I have this phrase that I’ve been using a lot lately… I call it ‘Juggling the Motherload’ which to me is the on-going challenge of juggling motherhood with paid work. Trying to look after everyone and everything without losing ourselves in the process… Yep, it’s tricky!
In fact, Jacqui and I spoke on the topic of ‘Juggling Paid work and kids’ at a recent Toddler Talk event in Auckland. It was a HOT TOPIC and we had a room full of enthusiastic mothers wanting to learn from the good (and not so good) decisions that Jacqui and I have made for our families and ourselves over the past 9 years as mothers.
And I recently carried on this conversation with some of my fellow ‘women in business’ who gave great tips in a live ‘blab’ (live-stream video) on ‘tips for running a business while raising a family’. To watch the 45 minute conversation and ‘panel style’ interview, click the video below. I’m facilitating this discussion and getting golden tips from:
Philippa Manage from Liked Media
Claire Deeks from Paleo blog Dom’s Kitchen
Alison King a running & marathon coach from Run for Your Life
We each have our own story around why we decided to become a ‘Mumpreneur’ (rather than getting a 9 to 5 or staying as an ‘at home mum’). One of the hardest things about motherhood in general is the ‘work & childcare conundrum’. Have a look at the blog I wrote all about it on my Go to Girl Social Media & Networking Website: The Biggest CoMUMdrum.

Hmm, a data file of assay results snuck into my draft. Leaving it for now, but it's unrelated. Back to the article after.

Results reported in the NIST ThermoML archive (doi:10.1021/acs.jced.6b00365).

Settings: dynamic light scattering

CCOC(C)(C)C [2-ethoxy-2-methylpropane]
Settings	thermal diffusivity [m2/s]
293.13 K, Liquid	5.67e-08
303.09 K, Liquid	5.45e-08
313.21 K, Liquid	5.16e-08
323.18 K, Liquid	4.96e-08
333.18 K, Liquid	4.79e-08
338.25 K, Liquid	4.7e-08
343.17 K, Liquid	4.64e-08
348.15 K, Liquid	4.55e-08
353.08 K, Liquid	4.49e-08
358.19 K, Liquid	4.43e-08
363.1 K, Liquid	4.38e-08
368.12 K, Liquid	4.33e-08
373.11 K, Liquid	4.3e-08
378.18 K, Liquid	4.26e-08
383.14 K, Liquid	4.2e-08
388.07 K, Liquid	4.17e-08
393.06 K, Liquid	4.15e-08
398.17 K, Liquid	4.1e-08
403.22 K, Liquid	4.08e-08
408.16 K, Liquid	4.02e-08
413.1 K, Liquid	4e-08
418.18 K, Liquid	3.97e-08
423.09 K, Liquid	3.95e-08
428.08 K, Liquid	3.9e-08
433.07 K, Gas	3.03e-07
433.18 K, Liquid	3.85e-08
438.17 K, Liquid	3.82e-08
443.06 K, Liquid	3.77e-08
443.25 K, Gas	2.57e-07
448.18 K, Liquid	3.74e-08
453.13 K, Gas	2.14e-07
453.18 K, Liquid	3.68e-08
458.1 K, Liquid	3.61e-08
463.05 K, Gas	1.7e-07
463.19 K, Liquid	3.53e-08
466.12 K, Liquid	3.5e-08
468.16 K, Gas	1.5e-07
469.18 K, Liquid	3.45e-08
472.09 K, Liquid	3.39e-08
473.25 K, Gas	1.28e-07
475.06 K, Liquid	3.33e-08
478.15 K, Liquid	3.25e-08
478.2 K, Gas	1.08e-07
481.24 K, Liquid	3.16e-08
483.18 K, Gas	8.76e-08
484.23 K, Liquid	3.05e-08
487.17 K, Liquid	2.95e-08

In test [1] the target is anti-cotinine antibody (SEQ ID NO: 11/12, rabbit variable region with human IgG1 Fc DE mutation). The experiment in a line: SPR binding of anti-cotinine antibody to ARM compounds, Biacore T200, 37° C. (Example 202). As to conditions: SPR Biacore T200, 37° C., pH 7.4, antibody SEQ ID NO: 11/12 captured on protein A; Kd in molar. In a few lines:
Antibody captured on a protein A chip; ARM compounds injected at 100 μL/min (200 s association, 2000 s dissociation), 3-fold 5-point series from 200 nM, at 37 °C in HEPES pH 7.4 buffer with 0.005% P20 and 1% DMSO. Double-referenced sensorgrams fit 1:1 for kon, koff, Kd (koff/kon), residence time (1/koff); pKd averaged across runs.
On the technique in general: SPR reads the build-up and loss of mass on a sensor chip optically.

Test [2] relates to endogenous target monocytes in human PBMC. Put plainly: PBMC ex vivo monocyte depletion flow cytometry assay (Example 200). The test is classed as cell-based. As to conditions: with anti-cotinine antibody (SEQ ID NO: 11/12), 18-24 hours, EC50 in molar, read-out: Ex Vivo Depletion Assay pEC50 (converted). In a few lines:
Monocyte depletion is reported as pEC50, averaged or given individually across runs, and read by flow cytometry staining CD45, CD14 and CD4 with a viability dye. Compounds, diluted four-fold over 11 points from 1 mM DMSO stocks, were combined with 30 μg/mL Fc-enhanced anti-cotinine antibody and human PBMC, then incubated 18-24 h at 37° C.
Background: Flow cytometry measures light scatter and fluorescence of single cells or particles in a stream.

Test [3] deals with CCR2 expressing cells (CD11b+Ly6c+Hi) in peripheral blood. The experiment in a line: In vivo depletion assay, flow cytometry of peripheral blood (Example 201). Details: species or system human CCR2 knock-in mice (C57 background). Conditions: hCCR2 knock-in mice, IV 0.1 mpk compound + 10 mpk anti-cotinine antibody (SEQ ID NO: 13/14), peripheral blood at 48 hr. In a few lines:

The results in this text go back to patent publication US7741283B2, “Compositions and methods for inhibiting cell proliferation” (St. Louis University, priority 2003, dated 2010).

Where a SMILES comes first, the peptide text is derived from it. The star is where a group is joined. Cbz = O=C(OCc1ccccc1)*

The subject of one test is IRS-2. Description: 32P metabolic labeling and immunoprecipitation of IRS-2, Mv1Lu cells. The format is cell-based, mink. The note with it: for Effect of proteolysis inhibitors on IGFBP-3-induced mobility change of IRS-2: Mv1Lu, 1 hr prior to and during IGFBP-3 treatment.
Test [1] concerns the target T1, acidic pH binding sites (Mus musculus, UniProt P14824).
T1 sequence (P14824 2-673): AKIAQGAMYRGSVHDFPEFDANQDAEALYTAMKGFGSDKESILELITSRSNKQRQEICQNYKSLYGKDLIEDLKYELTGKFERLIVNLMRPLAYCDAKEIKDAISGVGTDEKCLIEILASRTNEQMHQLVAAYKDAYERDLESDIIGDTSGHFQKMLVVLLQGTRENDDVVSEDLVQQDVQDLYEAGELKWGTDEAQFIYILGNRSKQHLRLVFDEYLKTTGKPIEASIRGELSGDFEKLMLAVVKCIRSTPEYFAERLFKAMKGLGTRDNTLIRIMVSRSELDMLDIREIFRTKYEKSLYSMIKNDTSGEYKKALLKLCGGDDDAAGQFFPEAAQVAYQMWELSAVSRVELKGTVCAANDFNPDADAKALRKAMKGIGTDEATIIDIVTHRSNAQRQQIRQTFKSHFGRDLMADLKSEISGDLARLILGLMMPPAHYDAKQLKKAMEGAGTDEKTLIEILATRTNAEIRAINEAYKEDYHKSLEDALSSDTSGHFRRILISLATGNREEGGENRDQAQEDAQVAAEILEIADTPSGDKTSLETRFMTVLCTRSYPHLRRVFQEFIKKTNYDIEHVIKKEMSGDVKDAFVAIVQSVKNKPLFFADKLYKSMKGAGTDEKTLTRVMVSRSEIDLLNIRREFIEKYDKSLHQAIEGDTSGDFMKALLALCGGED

Some of the tips shared in this blab interview include:
- Have clear BOUNDARIES around when & where you ‘work’ so that you’re not tempted to sneak work in and the kids don’t get confused.
- Buffer: Block out time in your calendar for things like breaks and lunch between tasks or appointments.
- Batching: If you’ve got a blog to write or some images to create, do then all at the same time rather than swapping from task to task.
- Quality time with the kids: With the never-ending to-do list, sometimes it’s easy to lose sight of one of the main reasons that we went into business in the first place… Often this is ‘freedom and flexibility’. Day dates or ‘one-on-one day Sunday’